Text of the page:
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The new Kashmiri militant has a new target: Policemen on leave, at home

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Three police personnel were killed this Eid, one of them while out to offer prayers.

Srinagar: Inspector Mohd Ashraf Dar was at home in Larve, Pulwama, when militants barged in and shot him Wednesday, on Eid. Earlier that morning, constable Fayaz Ahmed Shah was shot dead while on his way for Eid prayers. The bullets found special police officer Mohammad Yaqoob Shah outside his home at Louswani, Pulwama.

The three policemen were not on duty. They were on leave, at home. The pattern was clear.

Police in Jammu & Kashmir say the current phase of militancy in the Valley is marked by a clear shift in how security personnel are targeted.

“Earlier, policemen were killed on duty, but now the militants mainly target them when they are off-duty, during their leave, at home,” former Shopian senior superintendent of police Shailendra Mishra told ThePrint.

“The new modus operandi is abduction, torture and execution,” he added.

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South Kashmir, the hotbed of homegrown militancy in the Valley, has been on the boil since July 2016 when Burhan Wani, the social media-savvy Hizbul Mujahideen commander, was killed in an encounter.

There is deep resentment among locals, it is said, about the wave of crackdowns that followed, and dozens of local youth have gone on to join the militancy, many believed to be inspired by Wani.

Policemen as well as local Army personnel have borne the brunt of the backlash, with several abductions and killings reported of late.

The policemen who have become easy targets are mainly those who live in the interiors of Kulgam, Pulwama and Shopian.

On 6 July, Javed Ahmed Dar, a personal security officer posted with Mishra, was abducted from Shopian while home on leave.

“He told me… that he wanted to visit his parents who were going for Umrah, holy pilgrimage to Mecca and give clothes to them,” Mishra said.

Dar’s body was found by locals in a stream at Kulgam the next day.

‘Can’t keep a Kashmiri from his family’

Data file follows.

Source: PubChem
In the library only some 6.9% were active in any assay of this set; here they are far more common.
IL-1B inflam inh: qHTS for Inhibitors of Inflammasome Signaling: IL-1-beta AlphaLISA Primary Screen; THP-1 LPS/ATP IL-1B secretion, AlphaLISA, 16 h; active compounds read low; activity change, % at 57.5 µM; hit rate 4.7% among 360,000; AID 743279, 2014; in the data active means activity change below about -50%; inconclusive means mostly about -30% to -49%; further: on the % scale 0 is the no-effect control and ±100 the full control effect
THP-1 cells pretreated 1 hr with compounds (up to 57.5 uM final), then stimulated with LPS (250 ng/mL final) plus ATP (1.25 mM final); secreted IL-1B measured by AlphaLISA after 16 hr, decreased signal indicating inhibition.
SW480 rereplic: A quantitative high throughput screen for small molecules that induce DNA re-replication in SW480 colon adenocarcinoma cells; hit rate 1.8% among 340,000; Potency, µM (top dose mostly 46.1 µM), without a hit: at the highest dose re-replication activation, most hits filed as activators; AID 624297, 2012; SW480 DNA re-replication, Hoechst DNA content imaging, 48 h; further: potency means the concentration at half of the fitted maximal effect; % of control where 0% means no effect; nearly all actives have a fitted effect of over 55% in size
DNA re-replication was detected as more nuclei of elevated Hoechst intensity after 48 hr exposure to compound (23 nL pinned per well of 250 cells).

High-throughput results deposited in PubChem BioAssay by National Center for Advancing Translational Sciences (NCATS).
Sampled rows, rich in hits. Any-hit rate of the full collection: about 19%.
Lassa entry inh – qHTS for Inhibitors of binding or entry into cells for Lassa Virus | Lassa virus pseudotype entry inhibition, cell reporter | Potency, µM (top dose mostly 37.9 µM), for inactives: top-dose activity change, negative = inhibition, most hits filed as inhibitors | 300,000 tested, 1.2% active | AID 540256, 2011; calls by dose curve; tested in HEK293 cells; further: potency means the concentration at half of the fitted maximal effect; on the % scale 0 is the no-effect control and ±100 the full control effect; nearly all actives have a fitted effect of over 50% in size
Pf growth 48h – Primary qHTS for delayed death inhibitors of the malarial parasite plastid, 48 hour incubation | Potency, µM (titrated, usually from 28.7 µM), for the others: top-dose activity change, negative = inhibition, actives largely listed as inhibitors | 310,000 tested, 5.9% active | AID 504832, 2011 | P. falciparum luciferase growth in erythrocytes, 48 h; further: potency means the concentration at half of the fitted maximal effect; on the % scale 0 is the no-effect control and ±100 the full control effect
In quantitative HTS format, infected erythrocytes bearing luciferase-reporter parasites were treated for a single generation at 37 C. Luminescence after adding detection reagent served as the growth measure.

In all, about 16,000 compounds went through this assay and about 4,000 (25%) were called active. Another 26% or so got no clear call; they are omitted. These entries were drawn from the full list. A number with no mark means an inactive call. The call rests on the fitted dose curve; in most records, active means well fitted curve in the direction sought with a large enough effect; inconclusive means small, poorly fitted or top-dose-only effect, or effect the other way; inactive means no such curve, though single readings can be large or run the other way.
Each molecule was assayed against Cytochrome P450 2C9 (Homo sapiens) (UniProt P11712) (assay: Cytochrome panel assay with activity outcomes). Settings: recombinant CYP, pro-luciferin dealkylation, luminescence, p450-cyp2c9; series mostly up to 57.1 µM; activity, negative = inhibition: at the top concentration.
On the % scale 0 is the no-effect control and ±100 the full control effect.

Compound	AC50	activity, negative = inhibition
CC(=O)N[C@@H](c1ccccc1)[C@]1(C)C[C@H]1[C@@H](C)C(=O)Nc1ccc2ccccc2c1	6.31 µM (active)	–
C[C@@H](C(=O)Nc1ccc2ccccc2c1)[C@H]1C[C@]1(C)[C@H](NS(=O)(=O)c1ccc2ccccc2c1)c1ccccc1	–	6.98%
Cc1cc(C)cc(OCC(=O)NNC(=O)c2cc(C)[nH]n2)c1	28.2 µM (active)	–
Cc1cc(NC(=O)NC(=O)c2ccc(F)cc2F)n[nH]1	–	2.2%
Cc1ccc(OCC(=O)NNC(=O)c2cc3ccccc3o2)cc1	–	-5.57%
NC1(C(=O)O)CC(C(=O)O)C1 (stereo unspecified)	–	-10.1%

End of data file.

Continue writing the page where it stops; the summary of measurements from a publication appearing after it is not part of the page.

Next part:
In 2017, 33 policemen were killed, including in encounters, with 30 casualties so far this year. The attacks on policemen have intensified since Lashkar-e-Taiba militant Naveed Jatt escaped from police custody this February, after killing his two escorts in Srinagar.

Amid the attacks, police issued an advisory last year telling personnel not to visit their homes “for the next few months”. The instruction was mainly for those based in South Kashmir, with at least a dozen attacks on families of policemen reported from Kulgam and Shopian alone.

However, the advisory has not helped much, say police. “No matter the number of standard operating procedures (SOPs) and advisories, you cannot keep a Kashmiri away from his home,” said Mishra.

On 26 July, SPO Mudasir Lone was abducted from his home in Tral, a rare exception who survived.

After his family issued a video appeal asking for his release, the Hizbul Mujahideen released a video of Lone saying under coercion that his job was “of humiliation”.

Then the person holding the camera speaks out: “Listen, we abducted you only and only to kill you and it is going to be the fate of all other SPOs if they don’t resign from duty.

“We are forgiving you only because you have three sisters and parents who are dependent on you. Don’t feel that we are leaving you because of any pressure like the threat given by the DSP and the SHO to our families. They threatened to harm our families if you are not freed. It does not affect us.

“If our families are martyred for Islam, we would consider it as our goodness. You will see yourself what we will do with those SPOs who don’t resign till Friday.”

Then, last month, posters purportedly issued by the Hizbul Mujahideen, emerged in Tral, Pulwama, warning special police officers (SPO), the non-regular, volunteer force in Kashmir, to resign within 15 days.

While Lone was freed, another constable, Mohammad Saleem Shah, was killed after being abducted on 20 July. Saleem had earlier worked as an SPO and was recently promoted as constable. A video of his last minutes, writhing in pain and accepting his involvement in the killing of a top militant commander in 2015, was released on 21 July. The 28-year-old Saleem was on 10 days’ leave for his sister’s wedding.

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“The militants are clearly choosing their targets. They want to do tit-for-tat. They know SPOs are helping security forces track them through informers, and identify those involved in the killing of any militant,” said a source.

“It appears from the pattern that they (militants) are fishing for those linked to the operations against militants,” the source added.

The trend has reportedly gained favour among all militant organisations operating in the Valley.

“It’s not just one tanzeem (organisations). There are many militant organisations carrying out such acts,” said SSP Mishra.

“You cannot protect a person who has to protect others. It is a realisation that should be present in us that when we are visiting a certain area… We are exposing ourselves to a certain risk,” he added.

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